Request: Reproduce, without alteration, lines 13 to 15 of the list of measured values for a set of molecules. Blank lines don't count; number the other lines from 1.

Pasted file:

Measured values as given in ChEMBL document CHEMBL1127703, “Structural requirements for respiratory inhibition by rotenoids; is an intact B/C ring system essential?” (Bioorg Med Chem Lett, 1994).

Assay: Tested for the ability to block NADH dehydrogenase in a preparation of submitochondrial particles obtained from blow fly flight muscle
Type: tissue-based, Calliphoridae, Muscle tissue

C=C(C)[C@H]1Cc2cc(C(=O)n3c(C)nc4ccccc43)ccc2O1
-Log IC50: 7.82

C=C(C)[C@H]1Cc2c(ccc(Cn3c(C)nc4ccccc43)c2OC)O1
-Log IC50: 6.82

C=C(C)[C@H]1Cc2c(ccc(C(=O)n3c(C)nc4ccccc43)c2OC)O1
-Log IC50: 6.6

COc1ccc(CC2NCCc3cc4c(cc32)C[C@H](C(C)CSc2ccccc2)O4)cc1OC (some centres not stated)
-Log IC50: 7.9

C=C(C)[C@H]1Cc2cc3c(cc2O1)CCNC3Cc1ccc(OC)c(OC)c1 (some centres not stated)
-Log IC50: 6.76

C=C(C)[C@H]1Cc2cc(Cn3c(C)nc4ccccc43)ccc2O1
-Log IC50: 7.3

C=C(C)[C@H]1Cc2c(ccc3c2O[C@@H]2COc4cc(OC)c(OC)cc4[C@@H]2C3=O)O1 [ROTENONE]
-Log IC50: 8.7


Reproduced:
-Log IC50: 6.76

C=C(C)[C@H]1Cc2cc(Cn3c(C)nc4ccccc43)ccc2O1
-Log IC50: 7.3